Big news for the divestment campaign. Fossil Free Indexes, the firm that maintains the “Top 200 Coal, Oil, and Gas Companies” list (The Carbon Underground 200), has produced a list of the top Tar Sands companies – The Carbon Underground Tar Sands 20. Why 20 you ask? For the same reason there are 200 on the 200 list; it’s a nice round number that covers the vast majority of the potential carbon. The top five companies on the list, are ExxonMobil, Suncor Energy, Imperial, Canadian Natural, and Shell Oil. Now we can better unite the divestment movement and the long-standing infrastructure fights against Tar Sands (e.g. Stop The Keystone XL Pipeline campaign).
As institutional investors explore the spectrum of divestment strategies, the question of “the worst actors” inevitably arises. That is ostensibly what the Stanford coal divestment was modeling. When considering stranded assets, we know coal is a higher risk than oil or gas. But, we also know that high-cost unconventional oil & gas productions are right there with coal as a high risk for significant devaluation or stranding. From a financial perspective, a list of companies holding the bulk of Tar Sands assets is a valuable tool for risk mitigation.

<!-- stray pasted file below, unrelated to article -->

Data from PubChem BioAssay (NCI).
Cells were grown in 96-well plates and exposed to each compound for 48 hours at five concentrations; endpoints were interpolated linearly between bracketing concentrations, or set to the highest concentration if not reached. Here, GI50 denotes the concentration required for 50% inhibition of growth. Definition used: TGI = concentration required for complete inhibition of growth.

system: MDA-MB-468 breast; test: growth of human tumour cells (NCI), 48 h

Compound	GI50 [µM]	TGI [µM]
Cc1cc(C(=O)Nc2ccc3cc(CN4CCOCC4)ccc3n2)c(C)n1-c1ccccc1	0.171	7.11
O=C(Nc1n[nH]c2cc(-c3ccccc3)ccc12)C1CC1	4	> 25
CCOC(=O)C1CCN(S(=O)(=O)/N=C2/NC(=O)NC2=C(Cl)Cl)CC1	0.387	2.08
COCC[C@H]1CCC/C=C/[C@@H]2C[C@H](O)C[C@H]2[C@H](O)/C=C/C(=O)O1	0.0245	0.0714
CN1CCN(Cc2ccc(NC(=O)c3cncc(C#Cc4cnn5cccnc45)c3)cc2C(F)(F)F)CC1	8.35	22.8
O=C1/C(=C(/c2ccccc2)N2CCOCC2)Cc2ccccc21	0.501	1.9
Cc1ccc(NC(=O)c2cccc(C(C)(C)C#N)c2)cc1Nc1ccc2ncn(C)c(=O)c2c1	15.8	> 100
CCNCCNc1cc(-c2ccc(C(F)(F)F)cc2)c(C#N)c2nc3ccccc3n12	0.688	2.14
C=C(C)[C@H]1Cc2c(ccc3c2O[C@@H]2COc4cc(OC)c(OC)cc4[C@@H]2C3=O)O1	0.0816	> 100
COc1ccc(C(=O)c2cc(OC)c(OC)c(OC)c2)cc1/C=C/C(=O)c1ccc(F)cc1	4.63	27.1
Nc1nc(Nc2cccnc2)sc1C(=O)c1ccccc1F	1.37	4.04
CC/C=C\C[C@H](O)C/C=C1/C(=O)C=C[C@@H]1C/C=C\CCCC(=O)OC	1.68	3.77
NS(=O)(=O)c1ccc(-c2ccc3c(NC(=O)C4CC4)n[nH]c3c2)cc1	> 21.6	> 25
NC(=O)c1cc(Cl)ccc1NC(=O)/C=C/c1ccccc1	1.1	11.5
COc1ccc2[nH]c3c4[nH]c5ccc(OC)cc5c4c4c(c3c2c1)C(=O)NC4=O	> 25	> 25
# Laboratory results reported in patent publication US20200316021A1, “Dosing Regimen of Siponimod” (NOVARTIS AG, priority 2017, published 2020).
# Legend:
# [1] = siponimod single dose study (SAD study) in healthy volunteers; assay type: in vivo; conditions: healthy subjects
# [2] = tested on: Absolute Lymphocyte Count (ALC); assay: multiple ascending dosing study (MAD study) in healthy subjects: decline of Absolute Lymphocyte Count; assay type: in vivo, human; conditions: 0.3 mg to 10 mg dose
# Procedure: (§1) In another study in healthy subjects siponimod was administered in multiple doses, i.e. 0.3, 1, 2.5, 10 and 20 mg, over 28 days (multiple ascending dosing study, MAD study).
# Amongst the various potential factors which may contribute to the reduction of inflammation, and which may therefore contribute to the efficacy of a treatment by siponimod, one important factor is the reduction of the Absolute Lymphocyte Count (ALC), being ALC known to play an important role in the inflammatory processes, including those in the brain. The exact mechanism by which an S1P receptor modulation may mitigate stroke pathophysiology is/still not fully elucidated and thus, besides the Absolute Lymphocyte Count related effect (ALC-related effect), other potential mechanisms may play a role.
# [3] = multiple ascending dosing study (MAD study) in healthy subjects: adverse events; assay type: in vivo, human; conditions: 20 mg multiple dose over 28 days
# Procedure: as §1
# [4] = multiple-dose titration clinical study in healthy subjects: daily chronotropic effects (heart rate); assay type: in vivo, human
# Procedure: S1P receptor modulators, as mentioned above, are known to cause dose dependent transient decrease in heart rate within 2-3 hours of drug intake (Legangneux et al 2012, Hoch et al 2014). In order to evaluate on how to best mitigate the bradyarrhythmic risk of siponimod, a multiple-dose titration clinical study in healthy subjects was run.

And of course from a climate perspective, these companies are public enemy number one [through 20]. As Fossil Free Indexes reported, “Turning tar sands into gasoline requires so much energy that the overall emissions burden is more than 17% greater than gasoline made from conventional crude oil.” Tar Sands production not only generates more carbon, but reserves have grown much faster than conventional oil and gas overall. According to FFI’s report, Tar Sands potential reserves-based emissions have grown 435% since 2004. That’s compared to a gas growth of 28.7% and a conventional oil growth of 19.5% during the same time period. Here’s what the dramatic graph looks like:
As you may have noticed, Exxon is at the top of the Tar Sands list. Exxon is at the top of a lot of lists, which is why it is an investment anchor for the oil industry. What the Tar Sands 20 data shows, is that Exxon is sitting on the largest pile of high-potential stranded assets – which is a solid argument to detach from the anchor.
How can divestment campaigns leverage this new information? Well, there is a strong case to be made for Canadian divestment campaigns to add extra movement emphasis on the Tar Sands 20 list. Campaigns across the globe can use this list to help their target trustees understand how stranded assets are like a row of dominos, and Exxon and other Tar Sands companies are the first 20. With that being said, there are 180 more companies saturated in stranded asset risk that hold enough CO2 to fry the planet. The Tar Sands list is more detail for the discourse, and should provide more motivation for a full 200 divestment.
To get more information about the Tar Sands 20, go to the Fossil Free Indexes webpage on Tar Sands.
I hope this is helpful. Best of luck to all the campaigns.
Senior Analyst, 350.org